Meredith’s family had spent most summers at their Niben Cove family cottage, now her home. The summer crowd was fairly consistent through the years with other families like hers taking advantage of legacy cottages. The teens flocked together each summer and immersed themselves in their microcosm. Some were new, some were absent, but there was a consistency they didn’t know they needed that bolstered them as they moved on to their adult lives. They stayed out on the beach too late, drank too much beer, played their music too loud, but the town and the diminutive police department kept a watchful eye over them – course correcting when needed. Meredith mourned the shift and often wondered if it was just that she was getting old. No, the increase in Airbnbs and summer rentals had definitely changed the summer vibe and sense of community. Now it was more of an us vs. them communal feeling, yet all knew too well that Niben Cove was heavily dependent on the financial influx.

    Meredith immediately recognized Joe’s frame in the dawn and caught his eye as he exited the New England-style cottage shop. She detected the not-so-subtle “stay out of this” glare.

    Joe didn’t seem to mind Mer getting involved when he needed a sounding board, some of her contacts, or even more so, her sleuthing abilities. Their relationship had no clean edges and they both seemed content to leave things ragged. For the time being, neither wanted to invest in the effort to delineate boundaries. But she’d be damned if she was going take orders from him – this was her turf.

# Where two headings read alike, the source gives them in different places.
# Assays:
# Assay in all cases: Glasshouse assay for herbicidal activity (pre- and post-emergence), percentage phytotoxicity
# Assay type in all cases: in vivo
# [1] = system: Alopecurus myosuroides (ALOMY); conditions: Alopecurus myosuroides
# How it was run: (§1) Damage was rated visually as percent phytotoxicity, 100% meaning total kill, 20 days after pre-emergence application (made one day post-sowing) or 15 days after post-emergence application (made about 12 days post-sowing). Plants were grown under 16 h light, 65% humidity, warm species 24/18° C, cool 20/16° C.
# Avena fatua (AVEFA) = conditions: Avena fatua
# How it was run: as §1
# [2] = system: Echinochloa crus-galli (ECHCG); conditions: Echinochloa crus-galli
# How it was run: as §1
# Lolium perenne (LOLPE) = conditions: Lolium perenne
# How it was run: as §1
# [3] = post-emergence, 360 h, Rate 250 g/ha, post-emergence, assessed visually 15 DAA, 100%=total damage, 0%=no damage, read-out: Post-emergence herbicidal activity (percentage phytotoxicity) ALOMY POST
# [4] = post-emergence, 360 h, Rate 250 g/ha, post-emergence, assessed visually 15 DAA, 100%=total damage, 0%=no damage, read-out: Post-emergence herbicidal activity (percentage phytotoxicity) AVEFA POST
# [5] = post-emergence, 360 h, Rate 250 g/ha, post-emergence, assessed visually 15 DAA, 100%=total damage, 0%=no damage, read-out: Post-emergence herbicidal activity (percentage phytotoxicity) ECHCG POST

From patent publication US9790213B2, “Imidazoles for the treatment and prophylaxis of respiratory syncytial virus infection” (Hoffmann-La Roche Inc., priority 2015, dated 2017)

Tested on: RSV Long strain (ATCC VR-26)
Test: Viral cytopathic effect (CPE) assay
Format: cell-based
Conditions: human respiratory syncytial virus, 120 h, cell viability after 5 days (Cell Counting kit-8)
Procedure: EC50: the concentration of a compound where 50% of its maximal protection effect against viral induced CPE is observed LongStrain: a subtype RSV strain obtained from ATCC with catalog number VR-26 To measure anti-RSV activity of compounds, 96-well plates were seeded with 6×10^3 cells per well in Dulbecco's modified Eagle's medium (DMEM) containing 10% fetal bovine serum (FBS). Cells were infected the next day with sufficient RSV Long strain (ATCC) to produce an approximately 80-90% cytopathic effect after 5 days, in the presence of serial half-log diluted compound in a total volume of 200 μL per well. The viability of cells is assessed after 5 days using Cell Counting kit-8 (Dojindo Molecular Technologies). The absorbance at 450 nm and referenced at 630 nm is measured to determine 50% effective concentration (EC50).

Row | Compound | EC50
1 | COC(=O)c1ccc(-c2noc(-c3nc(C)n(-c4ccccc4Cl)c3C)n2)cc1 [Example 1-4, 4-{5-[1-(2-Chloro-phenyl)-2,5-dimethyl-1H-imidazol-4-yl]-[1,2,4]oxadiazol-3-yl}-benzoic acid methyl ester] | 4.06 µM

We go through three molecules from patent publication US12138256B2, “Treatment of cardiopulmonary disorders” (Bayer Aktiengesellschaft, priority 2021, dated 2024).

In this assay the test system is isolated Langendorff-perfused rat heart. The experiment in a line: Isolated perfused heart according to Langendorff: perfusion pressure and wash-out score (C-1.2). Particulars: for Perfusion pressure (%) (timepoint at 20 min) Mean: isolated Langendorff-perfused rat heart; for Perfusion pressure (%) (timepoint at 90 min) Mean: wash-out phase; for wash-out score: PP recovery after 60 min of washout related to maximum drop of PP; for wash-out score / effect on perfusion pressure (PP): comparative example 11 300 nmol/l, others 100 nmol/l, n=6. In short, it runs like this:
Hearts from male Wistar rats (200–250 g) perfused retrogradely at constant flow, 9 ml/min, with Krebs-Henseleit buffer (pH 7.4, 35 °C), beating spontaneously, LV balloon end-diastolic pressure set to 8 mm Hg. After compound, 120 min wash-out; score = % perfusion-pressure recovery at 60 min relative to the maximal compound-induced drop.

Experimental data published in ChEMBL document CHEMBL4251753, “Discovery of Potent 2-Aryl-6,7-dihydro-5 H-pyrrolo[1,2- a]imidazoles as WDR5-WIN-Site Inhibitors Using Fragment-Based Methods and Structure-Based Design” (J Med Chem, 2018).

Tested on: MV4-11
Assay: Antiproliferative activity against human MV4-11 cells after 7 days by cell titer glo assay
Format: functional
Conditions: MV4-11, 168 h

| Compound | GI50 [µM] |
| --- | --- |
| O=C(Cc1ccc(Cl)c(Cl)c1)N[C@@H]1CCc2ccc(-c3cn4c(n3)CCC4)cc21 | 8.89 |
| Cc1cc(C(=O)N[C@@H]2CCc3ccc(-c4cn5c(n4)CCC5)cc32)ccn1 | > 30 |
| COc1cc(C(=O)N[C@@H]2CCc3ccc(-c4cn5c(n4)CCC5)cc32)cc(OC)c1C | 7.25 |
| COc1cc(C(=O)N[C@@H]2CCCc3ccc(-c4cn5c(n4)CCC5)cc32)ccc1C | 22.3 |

Meredith quickly shifted her gaze from Joe to the surrounding activity and law enforcement traffic in and out of the cottage. She saw Officer Johns from the NCPD on his cell phone. She saw a grim countenance she had not seen on him before. Mulligans Consignment had never seen so much hustle and bustle.

    During the summer, Mulligans was a convenient stop for the ill-prepared tourists. Summer nights in Maine were brisk yet so many arrived without appropriate sweaters or layers. LL Beans was too far to pop over and grab a “Camp Cardigan” or a “Rangeley Flannel”. Many-a-visitor grabbed a used sweater or sweatshirt to fight the evening chill. Mulligans was lonely in the winter.

    An ominous sense of dread had wafted around Mer when she had first rounded the corner from Sea Rose Lane onto Main Street and noticed the oscillating flashes of color. Now that dread formed into a visceral punch in the gut when she saw the ambulance arrive sans siren. Renee.